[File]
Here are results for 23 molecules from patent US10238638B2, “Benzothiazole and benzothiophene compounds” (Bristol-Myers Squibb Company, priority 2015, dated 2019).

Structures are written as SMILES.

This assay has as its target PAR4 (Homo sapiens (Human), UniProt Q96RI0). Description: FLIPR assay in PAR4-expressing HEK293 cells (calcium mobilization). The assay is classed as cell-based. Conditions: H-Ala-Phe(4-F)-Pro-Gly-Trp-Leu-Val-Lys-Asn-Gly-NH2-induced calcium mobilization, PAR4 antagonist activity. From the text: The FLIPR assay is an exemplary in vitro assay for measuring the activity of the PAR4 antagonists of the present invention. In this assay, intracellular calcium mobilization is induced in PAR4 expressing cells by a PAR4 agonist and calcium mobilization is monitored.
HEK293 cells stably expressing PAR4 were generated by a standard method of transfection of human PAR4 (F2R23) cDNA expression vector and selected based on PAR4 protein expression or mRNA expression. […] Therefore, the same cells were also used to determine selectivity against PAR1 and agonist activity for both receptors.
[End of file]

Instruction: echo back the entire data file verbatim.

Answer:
Here are results for 23 molecules from patent US10238638B2, “Benzothiazole and benzothiophene compounds” (Bristol-Myers Squibb Company, priority 2015, dated 2019).

Structures are written as SMILES.

This assay has as its target PAR4 (Homo sapiens (Human), UniProt Q96RI0). Description: FLIPR assay in PAR4-expressing HEK293 cells (calcium mobilization). The assay is classed as cell-based. Conditions: H-Ala-Phe(4-F)-Pro-Gly-Trp-Leu-Val-Lys-Asn-Gly-NH2-induced calcium mobilization, PAR4 antagonist activity. From the text: The FLIPR assay is an exemplary in vitro assay for measuring the activity of the PAR4 antagonists of the present invention. In this assay, intracellular calcium mobilization is induced in PAR4 expressing cells by a PAR4 agonist and calcium mobilization is monitored.
HEK293 cells stably expressing PAR4 were generated by a standard method of transfection of human PAR4 (F2R23) cDNA expression vector and selected based on PAR4 protein expression or mRNA expression. […] Therefore, the same cells were also used to determine selectivity against PAR1 and agonist activity for both receptors.